Conflict Prevention: Path to Peace or Grand Illusion?

By David Carment; Albrecht Schnabel | Go to book overview

1
Introduction — Conflict prevention:
A concept in search of a policy
David Carment and Albrecht Schnabel

… despite all the talk and activity in this field since the early 1990's, the basic argument and message of conflict prevention still has not ‘stuck’ in many critical policy quarters and levels of decision making. The quantity of policy doctrine, designated officials and offices, routinised decision procedures, public hearings, policy papers, political debates, appropriations, non-governmental organizations (NGO) network newsletters, programme regulations, job openings, field manuals, policy institutes, and other institutional infrastructure that is commonplace for other post-Cold War policy concerns such as humanitarianism, terrorism, development, democracy, peacekeeping, and arms control still vastly outweighs the counterpart activity in the sister field of conflict prevention. 1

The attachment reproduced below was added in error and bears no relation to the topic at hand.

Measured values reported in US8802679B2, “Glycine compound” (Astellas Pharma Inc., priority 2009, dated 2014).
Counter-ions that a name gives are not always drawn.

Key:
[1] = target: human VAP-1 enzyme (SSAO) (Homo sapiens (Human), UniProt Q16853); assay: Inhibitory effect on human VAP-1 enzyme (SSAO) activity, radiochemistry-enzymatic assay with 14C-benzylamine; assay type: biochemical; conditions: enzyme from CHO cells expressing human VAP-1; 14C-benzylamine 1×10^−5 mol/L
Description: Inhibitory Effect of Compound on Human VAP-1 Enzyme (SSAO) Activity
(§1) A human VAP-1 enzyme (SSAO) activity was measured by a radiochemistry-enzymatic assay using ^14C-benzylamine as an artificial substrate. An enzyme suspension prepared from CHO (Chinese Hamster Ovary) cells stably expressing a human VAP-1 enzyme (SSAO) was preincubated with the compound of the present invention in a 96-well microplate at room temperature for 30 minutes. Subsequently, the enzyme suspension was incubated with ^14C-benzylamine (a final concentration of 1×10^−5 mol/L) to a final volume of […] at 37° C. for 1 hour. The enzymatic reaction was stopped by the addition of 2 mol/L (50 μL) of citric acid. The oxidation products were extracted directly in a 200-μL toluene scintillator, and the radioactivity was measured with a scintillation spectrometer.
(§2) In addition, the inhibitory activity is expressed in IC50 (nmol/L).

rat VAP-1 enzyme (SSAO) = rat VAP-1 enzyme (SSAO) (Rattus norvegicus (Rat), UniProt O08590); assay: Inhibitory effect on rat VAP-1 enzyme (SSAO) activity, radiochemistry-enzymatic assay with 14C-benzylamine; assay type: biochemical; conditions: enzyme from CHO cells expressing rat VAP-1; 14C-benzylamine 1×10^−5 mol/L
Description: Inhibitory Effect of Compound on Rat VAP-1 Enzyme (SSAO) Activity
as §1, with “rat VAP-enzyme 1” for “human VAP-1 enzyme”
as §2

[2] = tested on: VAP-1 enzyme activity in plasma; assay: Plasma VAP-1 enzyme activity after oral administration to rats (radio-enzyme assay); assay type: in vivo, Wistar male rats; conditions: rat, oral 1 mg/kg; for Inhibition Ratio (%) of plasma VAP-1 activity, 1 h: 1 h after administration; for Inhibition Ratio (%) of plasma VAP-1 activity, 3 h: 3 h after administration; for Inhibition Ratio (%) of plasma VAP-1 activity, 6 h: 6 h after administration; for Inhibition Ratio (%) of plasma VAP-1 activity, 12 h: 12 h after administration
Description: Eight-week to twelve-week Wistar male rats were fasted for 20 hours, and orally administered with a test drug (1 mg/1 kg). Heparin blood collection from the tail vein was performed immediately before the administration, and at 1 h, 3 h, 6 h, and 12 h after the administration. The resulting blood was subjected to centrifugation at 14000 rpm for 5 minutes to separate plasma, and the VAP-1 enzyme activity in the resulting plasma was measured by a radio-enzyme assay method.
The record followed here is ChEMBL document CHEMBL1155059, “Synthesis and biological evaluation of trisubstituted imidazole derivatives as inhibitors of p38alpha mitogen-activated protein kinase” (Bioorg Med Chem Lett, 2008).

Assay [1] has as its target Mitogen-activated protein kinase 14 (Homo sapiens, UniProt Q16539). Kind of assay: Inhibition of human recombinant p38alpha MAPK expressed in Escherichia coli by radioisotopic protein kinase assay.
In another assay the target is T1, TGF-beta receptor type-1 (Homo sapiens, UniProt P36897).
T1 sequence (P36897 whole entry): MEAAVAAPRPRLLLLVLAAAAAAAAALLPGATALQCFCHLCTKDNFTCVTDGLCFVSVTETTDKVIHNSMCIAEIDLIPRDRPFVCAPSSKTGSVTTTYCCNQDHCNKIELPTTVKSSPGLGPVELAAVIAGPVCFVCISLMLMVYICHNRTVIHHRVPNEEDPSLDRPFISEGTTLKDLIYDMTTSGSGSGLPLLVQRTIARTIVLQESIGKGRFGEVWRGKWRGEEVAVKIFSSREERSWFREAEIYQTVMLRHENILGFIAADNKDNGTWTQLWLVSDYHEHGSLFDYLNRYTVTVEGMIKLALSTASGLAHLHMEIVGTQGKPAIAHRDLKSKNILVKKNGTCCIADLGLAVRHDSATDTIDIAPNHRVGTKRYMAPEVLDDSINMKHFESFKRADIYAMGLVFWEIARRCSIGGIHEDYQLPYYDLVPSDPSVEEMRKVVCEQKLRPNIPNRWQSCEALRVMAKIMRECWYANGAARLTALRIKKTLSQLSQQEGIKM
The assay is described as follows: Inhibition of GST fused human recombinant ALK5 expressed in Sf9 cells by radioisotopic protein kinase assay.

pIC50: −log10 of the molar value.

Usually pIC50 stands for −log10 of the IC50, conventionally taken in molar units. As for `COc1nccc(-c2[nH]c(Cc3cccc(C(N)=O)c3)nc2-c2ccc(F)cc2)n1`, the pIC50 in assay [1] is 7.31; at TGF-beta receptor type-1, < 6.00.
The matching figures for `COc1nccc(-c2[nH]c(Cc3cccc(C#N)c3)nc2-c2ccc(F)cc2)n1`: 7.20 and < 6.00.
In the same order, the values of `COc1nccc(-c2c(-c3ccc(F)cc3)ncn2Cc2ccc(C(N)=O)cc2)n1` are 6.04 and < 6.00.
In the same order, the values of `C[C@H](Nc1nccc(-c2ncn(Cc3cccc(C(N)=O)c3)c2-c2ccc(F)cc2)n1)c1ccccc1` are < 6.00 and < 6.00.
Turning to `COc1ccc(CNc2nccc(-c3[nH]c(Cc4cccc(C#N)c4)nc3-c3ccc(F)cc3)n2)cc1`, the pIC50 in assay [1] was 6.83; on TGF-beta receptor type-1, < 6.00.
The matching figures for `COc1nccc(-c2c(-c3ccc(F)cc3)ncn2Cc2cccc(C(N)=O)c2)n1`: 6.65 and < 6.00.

Introduction

In response to the recent record of traditional peacekeeping in conflict settlement and resolution, academics and policy makers have begun to re-examine conflict prevention as an ideal instrument for the creation of peace in a war-torn world. The main message of those involved in the study and practice of conflict prevention is as clear as it is obvious: compared to conflict management, it seems less costly in political, economic and human terms to develop institutional mechanisms that prevent tensions from escalating into violent conflict, to employ early warning mechanisms that allow the international community to monitor relations

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